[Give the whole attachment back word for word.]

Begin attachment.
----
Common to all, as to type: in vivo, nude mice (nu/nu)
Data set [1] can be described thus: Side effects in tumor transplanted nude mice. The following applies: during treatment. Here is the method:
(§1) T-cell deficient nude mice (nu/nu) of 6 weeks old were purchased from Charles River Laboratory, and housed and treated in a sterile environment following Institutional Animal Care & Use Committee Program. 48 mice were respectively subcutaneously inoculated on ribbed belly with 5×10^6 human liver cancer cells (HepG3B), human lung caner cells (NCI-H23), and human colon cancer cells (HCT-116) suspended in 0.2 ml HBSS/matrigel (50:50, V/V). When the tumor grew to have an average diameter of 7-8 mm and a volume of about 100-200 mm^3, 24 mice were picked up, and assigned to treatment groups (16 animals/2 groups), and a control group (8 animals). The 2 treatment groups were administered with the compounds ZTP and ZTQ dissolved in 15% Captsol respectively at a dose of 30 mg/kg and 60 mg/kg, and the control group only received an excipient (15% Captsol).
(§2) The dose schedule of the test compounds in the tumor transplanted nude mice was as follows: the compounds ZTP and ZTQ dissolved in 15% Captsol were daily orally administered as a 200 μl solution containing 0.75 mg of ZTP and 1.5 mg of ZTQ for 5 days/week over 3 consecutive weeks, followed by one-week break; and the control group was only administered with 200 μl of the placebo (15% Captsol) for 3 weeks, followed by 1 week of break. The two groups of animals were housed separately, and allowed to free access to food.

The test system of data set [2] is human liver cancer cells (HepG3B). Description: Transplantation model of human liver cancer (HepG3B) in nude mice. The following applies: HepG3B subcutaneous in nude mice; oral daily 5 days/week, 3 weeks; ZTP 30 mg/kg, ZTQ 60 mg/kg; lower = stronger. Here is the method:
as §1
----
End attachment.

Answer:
Common to all, as to type: in vivo, nude mice (nu/nu)
Data set [1] can be described thus: Side effects in tumor transplanted nude mice. The following applies: during treatment. Here is the method:
(§1) T-cell deficient nude mice (nu/nu) of 6 weeks old were purchased from Charles River Laboratory, and housed and treated in a sterile environment following Institutional Animal Care & Use Committee Program. 48 mice were respectively subcutaneously inoculated on ribbed belly with 5×10^6 human liver cancer cells (HepG3B), human lung caner cells (NCI-H23), and human colon cancer cells (HCT-116) suspended in 0.2 ml HBSS/matrigel (50:50, V/V). When the tumor grew to have an average diameter of 7-8 mm and a volume of about 100-200 mm^3, 24 mice were picked up, and assigned to treatment groups (16 animals/2 groups), and a control group (8 animals). The 2 treatment groups were administered with the compounds ZTP and ZTQ dissolved in 15% Captsol respectively at a dose of 30 mg/kg and 60 mg/kg, and the control group only received an excipient (15% Captsol).
(§2) The dose schedule of the test compounds in the tumor transplanted nude mice was as follows: the compounds ZTP and ZTQ dissolved in 15% Captsol were daily orally administered as a 200 μl solution containing 0.75 mg of ZTP and 1.5 mg of ZTQ for 5 days/week over 3 consecutive weeks, followed by one-week break; and the control group was only administered with 200 μl of the placebo (15% Captsol) for 3 weeks, followed by 1 week of break. The two groups of animals were housed separately, and allowed to free access to food.

The test system of data set [2] is human liver cancer cells (HepG3B). Description: Transplantation model of human liver cancer (HepG3B) in nude mice. The following applies: HepG3B subcutaneous in nude mice; oral daily 5 days/week, 3 weeks; ZTP 30 mg/kg, ZTQ 60 mg/kg; lower = stronger. Here is the method:
as §1